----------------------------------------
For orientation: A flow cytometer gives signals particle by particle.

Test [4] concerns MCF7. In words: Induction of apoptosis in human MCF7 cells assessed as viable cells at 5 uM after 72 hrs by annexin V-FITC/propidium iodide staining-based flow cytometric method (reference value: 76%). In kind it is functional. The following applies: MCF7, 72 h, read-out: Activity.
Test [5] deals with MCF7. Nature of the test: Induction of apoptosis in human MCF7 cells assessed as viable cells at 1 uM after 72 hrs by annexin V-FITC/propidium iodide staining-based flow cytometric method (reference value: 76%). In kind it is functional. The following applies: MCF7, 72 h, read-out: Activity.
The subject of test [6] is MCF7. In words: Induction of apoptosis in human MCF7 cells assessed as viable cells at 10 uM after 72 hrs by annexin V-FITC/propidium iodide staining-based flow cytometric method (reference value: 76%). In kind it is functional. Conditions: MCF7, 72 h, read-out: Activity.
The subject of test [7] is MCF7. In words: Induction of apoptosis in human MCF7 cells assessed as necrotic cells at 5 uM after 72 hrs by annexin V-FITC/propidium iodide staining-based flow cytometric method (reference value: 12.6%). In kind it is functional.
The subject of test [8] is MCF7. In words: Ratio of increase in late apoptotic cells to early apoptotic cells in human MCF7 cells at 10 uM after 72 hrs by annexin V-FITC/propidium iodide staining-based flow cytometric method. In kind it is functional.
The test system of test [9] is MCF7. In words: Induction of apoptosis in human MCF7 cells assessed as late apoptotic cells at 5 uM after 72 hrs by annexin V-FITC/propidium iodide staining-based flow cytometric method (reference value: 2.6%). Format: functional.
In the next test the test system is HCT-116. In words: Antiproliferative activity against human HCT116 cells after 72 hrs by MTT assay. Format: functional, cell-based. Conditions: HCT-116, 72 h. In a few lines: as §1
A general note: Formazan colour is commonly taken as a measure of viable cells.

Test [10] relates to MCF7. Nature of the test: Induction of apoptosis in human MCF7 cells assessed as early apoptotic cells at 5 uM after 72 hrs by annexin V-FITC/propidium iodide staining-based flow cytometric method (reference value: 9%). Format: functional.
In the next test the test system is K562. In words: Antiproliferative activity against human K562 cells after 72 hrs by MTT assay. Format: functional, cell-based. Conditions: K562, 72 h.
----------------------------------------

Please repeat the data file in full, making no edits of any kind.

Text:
For orientation: A flow cytometer gives signals particle by particle.

Test [4] concerns MCF7. In words: Induction of apoptosis in human MCF7 cells assessed as viable cells at 5 uM after 72 hrs by annexin V-FITC/propidium iodide staining-based flow cytometric method (reference value: 76%). In kind it is functional. The following applies: MCF7, 72 h, read-out: Activity.
Test [5] deals with MCF7. Nature of the test: Induction of apoptosis in human MCF7 cells assessed as viable cells at 1 uM after 72 hrs by annexin V-FITC/propidium iodide staining-based flow cytometric method (reference value: 76%). In kind it is functional. The following applies: MCF7, 72 h, read-out: Activity.
The subject of test [6] is MCF7. In words: Induction of apoptosis in human MCF7 cells assessed as viable cells at 10 uM after 72 hrs by annexin V-FITC/propidium iodide staining-based flow cytometric method (reference value: 76%). In kind it is functional. Conditions: MCF7, 72 h, read-out: Activity.
The subject of test [7] is MCF7. In words: Induction of apoptosis in human MCF7 cells assessed as necrotic cells at 5 uM after 72 hrs by annexin V-FITC/propidium iodide staining-based flow cytometric method (reference value: 12.6%). In kind it is functional.
The subject of test [8] is MCF7. In words: Ratio of increase in late apoptotic cells to early apoptotic cells in human MCF7 cells at 10 uM after 72 hrs by annexin V-FITC/propidium iodide staining-based flow cytometric method. In kind it is functional.
The test system of test [9] is MCF7. In words: Induction of apoptosis in human MCF7 cells assessed as late apoptotic cells at 5 uM after 72 hrs by annexin V-FITC/propidium iodide staining-based flow cytometric method (reference value: 2.6%). Format: functional.
In the next test the test system is HCT-116. In words: Antiproliferative activity against human HCT116 cells after 72 hrs by MTT assay. Format: functional, cell-based. Conditions: HCT-116, 72 h. In a few lines: as §1
A general note: Formazan colour is commonly taken as a measure of viable cells.

Test [10] relates to MCF7. Nature of the test: Induction of apoptosis in human MCF7 cells assessed as early apoptotic cells at 5 uM after 72 hrs by annexin V-FITC/propidium iodide staining-based flow cytometric method (reference value: 9%). Format: functional.
In the next test the test system is K562. In words: Antiproliferative activity against human K562 cells after 72 hrs by MTT assay. Format: functional, cell-based. Conditions: K562, 72 h.